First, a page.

By Amelia Anthony
Photo by Amelia Anthony
The Geffen Contemporary at MOCA is a grand space—over 40,000 feet of exhibition periodically renovated by one artist who displays an entire personal gallery of work. Usually, the MOCA’s selections are spot-on, hitting the sweetspot between pretentious and relatable that Angelenos gravitate to. But the Geffen’s latest installation, “Doug Aitken: Electric Earth,” falls short of these high expectations.
About half of the gallery consisted of multi-channel video installations. The centerpiece, Song I, was a circular screen that viewers could walk inside, a profound way to experience film, but the video itself did not work with the medium. Instead of utilizing a 360 camera, the screen was cut up into sections, each portraying the same clip. This rendered the dynamic circular screen useless and even distracting for the video.
The second large video also let down its presentation. Three enormous screens, with projection on each side, resembled highway billboards. The video, migration (empire), was a dreamy but otherwise unprovoking work. Decking the sides of this pseudo-theatre were circular photographs that could have been Mac computer backgrounds, with cliche aphorisms printed on top of them—each poor attempt to appear “trendy” to viewers.
Other components of video were scattered around. This included footage of a tube that goes 400 ft down into the earth in one corner, the filter-heavy film Black Mirror of actress Chloe Sevigny in a reflecting room better fit for taking mirror selfies, and a long piece in which dump trucks pushed around sand in the Sahara desert. Each left viewers a bit underwhelmed, were in need of dialogue, soundtracks, and a purpose.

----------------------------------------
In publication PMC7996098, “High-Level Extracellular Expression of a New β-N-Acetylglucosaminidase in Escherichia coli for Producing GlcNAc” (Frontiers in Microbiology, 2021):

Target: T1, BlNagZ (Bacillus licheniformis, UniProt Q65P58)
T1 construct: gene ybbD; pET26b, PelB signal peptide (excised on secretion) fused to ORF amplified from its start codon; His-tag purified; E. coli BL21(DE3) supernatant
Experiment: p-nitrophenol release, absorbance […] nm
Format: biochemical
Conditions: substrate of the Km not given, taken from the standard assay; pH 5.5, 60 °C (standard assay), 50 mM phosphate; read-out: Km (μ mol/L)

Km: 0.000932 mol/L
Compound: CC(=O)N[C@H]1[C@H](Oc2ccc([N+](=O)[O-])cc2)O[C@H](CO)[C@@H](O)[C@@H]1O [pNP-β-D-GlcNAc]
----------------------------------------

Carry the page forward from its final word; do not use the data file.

The most interesting video in the gallery was these restless minds—a multi-screen, sped-up soundtrack of farm auctions, with the specific cadence of auctioneer’s voices warped to the point of gibberish. The experiments Aitken conducted with time were the most innovative facet of, and sometimes the singular thread between, all the work.
The sculptures that decorated the gallery, pop-art letters that spell out “END” and “MORE” and “NOW,” didn’t live up to the standard set by Robert Indiana, creator of the famous “LOVE” print in the 1960s. The impeccable technical skill of the sculptures went unnoticed amidst the lack of originality. The sculptures looked good in photos, but did not elicit the far-fetched meanings that Aitken was trying to convey.
There is a specific type of conceptual art that relies too much on the wall descriptions to explain exactly what the work is trying to convey. This is exactly how the exhibition failed. The mediums and experiences offered by the gallery were most definitely profound, but the art itself disappointed. Los Angeles hoped for and deserved more from Aitken and MOCA than just photogenic art.